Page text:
Pass Blocking By Time To Throw

Pass offenses are a mix of the quick and the downfield which impacts how their offensive linemen protect. Nathan Jahnke analyzes pressure allowed with an eye toward time spent protecting.

| 3 years ago

Pass Blocking By Time To Throw

passblockTTTOne problem with statistics in all of sports is that there are never two instances that are exactly the same. We can try to account for as many factors as we possibly can, but we will never be perfect. We can only strive to improve.

This concept holds true for pass protection. If a team’s offensive philosophy was to throw screens and quick slants every pass play, then it would make life for the offensive linemen relatively easy.

If that was the philosophy, we could see that the team’s linemen never allow pressure over the entire season. On the other hand, if the quarterback decided to hold onto the ball for four seconds every play, then even the best offensive linemen would allow pressure on a somewhat consistent basis.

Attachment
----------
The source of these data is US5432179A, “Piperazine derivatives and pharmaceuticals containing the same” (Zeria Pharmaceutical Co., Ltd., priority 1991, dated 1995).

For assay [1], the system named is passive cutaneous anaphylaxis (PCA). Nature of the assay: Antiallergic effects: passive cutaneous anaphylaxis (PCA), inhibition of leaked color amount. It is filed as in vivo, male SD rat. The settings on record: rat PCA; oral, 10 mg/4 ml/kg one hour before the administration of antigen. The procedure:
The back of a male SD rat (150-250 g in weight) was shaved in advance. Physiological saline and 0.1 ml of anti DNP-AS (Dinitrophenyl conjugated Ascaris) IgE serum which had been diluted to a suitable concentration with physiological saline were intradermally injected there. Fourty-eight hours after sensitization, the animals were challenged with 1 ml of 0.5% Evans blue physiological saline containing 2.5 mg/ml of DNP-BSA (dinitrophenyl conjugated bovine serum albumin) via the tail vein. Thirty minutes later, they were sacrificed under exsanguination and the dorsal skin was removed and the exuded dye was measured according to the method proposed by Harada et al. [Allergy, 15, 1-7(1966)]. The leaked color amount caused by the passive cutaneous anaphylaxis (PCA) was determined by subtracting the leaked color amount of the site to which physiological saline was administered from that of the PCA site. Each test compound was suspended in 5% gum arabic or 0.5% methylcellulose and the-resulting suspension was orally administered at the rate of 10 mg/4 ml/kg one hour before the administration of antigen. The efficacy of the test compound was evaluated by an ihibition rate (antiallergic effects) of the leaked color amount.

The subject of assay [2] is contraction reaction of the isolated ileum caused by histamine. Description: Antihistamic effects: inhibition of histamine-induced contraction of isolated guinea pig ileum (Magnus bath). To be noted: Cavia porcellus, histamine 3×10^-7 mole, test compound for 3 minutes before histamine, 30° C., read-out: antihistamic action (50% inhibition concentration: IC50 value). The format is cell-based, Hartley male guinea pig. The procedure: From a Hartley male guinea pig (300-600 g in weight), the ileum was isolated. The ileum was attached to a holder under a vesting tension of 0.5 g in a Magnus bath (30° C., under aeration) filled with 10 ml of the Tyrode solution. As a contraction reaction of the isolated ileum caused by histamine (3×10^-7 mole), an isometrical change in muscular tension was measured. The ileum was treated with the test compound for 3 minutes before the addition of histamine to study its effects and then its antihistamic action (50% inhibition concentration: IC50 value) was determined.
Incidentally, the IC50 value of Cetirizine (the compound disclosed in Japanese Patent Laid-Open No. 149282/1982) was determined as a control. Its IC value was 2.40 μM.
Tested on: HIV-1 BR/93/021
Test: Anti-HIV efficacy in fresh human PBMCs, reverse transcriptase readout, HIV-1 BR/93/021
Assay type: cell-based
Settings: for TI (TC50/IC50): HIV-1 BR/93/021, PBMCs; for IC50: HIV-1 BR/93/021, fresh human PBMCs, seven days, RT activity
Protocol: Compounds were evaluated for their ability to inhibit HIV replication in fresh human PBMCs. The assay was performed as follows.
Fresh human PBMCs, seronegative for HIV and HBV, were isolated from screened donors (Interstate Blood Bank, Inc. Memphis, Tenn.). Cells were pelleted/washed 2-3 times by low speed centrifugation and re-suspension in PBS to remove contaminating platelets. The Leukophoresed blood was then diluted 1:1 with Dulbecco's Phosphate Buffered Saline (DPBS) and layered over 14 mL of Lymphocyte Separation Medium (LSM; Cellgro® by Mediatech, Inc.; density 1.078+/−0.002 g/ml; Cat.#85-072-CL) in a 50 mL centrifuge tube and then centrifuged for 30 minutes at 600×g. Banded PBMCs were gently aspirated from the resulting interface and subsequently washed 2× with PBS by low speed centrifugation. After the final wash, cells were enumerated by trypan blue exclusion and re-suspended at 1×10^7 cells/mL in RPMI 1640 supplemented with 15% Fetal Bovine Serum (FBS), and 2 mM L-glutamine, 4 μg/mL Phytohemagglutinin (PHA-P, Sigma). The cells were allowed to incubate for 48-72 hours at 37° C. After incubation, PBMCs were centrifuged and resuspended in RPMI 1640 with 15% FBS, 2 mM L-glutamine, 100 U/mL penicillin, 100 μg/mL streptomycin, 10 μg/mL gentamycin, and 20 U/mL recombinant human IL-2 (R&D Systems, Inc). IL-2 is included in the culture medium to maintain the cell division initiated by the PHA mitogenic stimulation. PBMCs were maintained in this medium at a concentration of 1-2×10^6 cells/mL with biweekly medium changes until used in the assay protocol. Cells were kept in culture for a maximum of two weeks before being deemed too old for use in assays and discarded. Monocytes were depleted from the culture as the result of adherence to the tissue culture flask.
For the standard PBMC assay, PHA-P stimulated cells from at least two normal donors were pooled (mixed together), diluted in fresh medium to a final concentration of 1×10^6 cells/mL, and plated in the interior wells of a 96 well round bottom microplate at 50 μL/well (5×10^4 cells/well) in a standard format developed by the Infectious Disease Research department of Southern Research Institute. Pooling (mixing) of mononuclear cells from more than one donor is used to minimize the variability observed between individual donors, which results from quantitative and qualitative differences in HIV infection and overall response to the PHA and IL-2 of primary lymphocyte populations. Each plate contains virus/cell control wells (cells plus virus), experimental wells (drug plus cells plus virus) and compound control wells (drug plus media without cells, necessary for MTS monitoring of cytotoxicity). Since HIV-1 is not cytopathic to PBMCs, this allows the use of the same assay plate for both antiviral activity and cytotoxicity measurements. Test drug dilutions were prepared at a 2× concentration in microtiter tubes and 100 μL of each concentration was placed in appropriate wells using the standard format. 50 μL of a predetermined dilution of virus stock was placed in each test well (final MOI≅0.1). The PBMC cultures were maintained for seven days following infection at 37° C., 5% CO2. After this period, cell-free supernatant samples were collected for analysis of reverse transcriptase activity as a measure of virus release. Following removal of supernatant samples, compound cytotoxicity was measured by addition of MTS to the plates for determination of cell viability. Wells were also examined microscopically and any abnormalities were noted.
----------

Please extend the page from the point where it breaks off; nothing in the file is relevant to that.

Our grades are able to account for how long the quarterback holds onto the ball, but our raw pressure numbers do not — one of the many reasons we prefer our grades to any statistic. While it is great to get an overall view of how good pass blockers are, it would be even better to level the playing field and see how pass rushers perform in certain situations.

For example, let’s say an offense always throws the ball at exactly two seconds after the snap on their passing plays. It’s not a realistic model, but it would be interesting to know how good offensive linemen are at pass blocking within the first two seconds of a play and we can get fairly close to a definitive answer using PFF data.